1. Remove the dough from the fridge, unwrap it and divide it into 4 roughly equal pieces. Flatten one piece with your fingers, then pass it through the rollers of a pasta maker on the widest setting. Fold the pastry in half, turn it 90° and pass it through the pasta maker on the same setting. Repeat the folding and rolling at least three more times. You will notice that throughout this process the appearance and texture of the dough will change significantly: it will look finer and smoother after each passage. Repeat with the remaining pieces of pastry.
  2. Now start laminating the pastry to the required thickness: reduce the gap in the pasta maker rollers by one step and pass the pastry through them once more. Work progressively by reducing the gap and rolling the pastry until it is no more than 1mm (1/32in) thick. This is usually the thinnest setting on the pasta maker.
  3. Using a 12cm (4½in) round pastry cutter, cut 12 discs of dough – 3 from each strip. If such a large pastry cutter is not available, you can also cut the pastry into 12cm (4½in) squares instead. Wrap each disc around a cannoli mould, sealing the overlapping edges together with a dab of egg wash, leftover from the dough. Pinch the dough firmly against the moulds with your thumbs to seal the shells closed. If you cut squares, rather than circles, wrap them around the moulds so that opposite corners overlap. Do not wrap the dough around the moulds too tightly but leave enough room for it to swell while frying. If the dough is too tightly wrapped around the moulds, the shells are more likely to tear open in the fryer.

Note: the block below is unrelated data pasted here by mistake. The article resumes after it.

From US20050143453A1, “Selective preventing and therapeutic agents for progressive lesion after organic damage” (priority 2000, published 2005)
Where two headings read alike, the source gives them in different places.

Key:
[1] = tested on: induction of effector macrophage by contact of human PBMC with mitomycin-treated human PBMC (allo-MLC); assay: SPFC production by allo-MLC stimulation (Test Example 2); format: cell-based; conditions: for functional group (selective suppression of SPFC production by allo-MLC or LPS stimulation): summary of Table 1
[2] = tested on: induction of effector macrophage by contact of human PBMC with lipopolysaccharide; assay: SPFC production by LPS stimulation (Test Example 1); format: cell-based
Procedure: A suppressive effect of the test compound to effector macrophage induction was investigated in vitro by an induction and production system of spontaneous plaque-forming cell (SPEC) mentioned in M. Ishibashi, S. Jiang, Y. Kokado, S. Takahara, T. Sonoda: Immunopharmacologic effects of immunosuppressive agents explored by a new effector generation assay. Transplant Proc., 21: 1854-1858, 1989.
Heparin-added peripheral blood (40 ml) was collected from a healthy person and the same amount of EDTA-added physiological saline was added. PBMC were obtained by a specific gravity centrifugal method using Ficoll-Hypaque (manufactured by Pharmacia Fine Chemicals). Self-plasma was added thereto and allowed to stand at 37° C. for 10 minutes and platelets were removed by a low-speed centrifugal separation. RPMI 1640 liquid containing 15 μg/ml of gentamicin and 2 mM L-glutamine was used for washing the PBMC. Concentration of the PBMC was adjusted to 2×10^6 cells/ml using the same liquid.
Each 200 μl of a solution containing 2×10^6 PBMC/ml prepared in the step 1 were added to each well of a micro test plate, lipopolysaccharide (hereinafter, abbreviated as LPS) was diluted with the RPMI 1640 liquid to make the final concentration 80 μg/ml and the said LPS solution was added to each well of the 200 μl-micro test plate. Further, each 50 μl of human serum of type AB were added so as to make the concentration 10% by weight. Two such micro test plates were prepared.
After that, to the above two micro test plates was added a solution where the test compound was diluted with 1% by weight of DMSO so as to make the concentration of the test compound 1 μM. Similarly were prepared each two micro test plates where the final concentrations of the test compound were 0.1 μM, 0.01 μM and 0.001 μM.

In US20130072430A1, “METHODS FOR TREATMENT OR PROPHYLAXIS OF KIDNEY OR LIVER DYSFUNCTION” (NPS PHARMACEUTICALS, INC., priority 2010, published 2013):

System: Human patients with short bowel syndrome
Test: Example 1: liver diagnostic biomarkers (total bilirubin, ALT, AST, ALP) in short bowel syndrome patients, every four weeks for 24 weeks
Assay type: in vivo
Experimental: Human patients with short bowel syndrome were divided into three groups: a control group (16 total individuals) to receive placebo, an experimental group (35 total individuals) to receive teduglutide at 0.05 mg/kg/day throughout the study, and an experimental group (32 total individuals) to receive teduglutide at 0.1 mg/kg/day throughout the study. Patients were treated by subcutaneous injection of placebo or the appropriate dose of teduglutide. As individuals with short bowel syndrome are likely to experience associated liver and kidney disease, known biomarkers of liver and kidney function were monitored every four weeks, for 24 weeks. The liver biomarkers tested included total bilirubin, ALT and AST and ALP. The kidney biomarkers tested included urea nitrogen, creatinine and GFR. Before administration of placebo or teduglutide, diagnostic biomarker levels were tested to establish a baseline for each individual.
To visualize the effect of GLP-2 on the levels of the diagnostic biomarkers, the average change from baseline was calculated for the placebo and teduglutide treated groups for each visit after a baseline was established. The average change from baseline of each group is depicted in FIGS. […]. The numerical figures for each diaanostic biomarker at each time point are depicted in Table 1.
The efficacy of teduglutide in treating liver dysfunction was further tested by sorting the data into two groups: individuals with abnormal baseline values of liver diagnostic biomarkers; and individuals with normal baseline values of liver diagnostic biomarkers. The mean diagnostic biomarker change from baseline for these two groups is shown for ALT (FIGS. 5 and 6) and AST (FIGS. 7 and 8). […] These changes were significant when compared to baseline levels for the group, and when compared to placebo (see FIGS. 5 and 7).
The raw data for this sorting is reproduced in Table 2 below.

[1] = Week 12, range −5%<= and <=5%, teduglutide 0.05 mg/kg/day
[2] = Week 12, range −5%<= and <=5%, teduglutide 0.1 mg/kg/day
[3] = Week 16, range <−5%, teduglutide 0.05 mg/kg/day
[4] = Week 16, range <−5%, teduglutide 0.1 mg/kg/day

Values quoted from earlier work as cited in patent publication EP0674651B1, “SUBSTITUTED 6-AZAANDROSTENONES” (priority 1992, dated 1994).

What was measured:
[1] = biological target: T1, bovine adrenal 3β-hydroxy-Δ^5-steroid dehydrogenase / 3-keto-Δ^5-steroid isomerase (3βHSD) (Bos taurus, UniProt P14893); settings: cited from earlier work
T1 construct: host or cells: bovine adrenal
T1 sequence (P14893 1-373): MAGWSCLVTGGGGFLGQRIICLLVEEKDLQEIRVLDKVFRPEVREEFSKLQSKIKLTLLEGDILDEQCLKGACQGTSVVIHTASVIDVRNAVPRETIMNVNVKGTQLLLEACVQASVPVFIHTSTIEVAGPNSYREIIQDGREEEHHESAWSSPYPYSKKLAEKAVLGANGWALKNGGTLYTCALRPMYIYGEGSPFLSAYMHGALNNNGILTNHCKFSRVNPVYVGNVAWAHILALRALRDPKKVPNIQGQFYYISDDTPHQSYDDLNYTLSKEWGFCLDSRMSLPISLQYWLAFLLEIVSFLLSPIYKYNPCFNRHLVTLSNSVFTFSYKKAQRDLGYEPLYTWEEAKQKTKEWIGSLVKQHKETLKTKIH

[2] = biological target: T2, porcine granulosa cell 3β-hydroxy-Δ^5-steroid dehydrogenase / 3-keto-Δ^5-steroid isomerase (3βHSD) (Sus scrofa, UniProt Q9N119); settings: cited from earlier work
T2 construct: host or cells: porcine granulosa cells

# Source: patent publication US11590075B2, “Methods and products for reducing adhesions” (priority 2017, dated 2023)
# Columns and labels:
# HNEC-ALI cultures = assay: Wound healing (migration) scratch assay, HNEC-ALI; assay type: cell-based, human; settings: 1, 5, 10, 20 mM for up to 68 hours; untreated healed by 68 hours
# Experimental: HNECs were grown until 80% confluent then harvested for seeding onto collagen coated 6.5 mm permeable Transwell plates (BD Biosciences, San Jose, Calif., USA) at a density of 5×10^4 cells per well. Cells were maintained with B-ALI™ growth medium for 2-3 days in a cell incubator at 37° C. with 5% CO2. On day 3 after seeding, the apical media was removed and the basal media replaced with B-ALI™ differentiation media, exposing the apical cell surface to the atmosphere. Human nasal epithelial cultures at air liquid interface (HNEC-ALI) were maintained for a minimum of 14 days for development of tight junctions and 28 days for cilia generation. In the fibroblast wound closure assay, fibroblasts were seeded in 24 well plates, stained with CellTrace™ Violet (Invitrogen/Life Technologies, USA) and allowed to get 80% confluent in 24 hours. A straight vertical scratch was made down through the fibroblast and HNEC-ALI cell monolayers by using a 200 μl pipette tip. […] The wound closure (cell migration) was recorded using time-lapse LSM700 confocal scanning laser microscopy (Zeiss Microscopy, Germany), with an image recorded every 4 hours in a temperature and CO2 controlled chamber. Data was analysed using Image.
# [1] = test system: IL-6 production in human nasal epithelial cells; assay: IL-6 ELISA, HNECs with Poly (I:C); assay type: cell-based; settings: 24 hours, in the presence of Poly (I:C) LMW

4. Set the oil temperature in the fryer to 180°C (350°F) or use a pan large enough to accommodate comfortably at least 2 cannoli shells and fill it with at least 8–10cm (3¼–4in) of oil. Place it over a medium heat, controlling the temperature with a cooking thermometer. While the oil heats up, line a cooling rack with 2 layers of kitchen paper, and place it next to the fryer.
  5. Fry each shell for no more than 1 minute, turning it over frequently with heatproof tongs or holding it into the oil with a slotted spoon for a few seconds to cook it evenly. Rest the shells on the kitchen paper and remove the cannoli moulds as soon as they are cool enough to handle.
  6. When you are ready to serve the cannoli, place the pistachio kernels on a dessert plate or a small bowl. Pipe the cream into both ends of the cannoli, making sure that they are completely filled. Dip each end in the pistachio kernels to coat the cream fully. Arrange on the serving plate and lightly dust the lot with icing sugar. Store in the fridge for up to a day.